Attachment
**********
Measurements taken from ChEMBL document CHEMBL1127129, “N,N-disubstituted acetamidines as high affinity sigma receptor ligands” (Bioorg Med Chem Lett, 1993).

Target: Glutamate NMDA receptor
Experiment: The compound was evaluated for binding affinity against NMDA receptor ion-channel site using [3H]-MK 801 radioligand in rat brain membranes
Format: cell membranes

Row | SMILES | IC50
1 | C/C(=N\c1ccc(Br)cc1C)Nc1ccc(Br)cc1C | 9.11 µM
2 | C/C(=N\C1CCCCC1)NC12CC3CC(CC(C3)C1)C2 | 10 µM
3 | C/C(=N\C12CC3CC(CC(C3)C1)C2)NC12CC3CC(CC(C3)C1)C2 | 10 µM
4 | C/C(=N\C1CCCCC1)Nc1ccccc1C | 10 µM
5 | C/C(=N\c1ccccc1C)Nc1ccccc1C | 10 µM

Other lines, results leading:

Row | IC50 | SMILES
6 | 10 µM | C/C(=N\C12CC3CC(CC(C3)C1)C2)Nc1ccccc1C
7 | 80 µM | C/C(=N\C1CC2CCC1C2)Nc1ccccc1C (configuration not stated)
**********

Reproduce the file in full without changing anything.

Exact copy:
Measurements taken from ChEMBL document CHEMBL1127129, “N,N-disubstituted acetamidines as high affinity sigma receptor ligands” (Bioorg Med Chem Lett, 1993).

Target: Glutamate NMDA receptor
Experiment: The compound was evaluated for binding affinity against NMDA receptor ion-channel site using [3H]-MK 801 radioligand in rat brain membranes
Format: cell membranes

Row | SMILES | IC50
1 | C/C(=N\c1ccc(Br)cc1C)Nc1ccc(Br)cc1C | 9.11 µM
2 | C/C(=N\C1CCCCC1)NC12CC3CC(CC(C3)C1)C2 | 10 µM
3 | C/C(=N\C12CC3CC(CC(C3)C1)C2)NC12CC3CC(CC(C3)C1)C2 | 10 µM
4 | C/C(=N\C1CCCCC1)Nc1ccccc1C | 10 µM
5 | C/C(=N\c1ccccc1C)Nc1ccccc1C | 10 µM

Other lines, results leading:

Row | IC50 | SMILES
6 | 10 µM | C/C(=N\C12CC3CC(CC(C3)C1)C2)Nc1ccccc1C
7 | 80 µM | C/C(=N\C1CC2CCC1C2)Nc1ccccc1C (configuration not stated)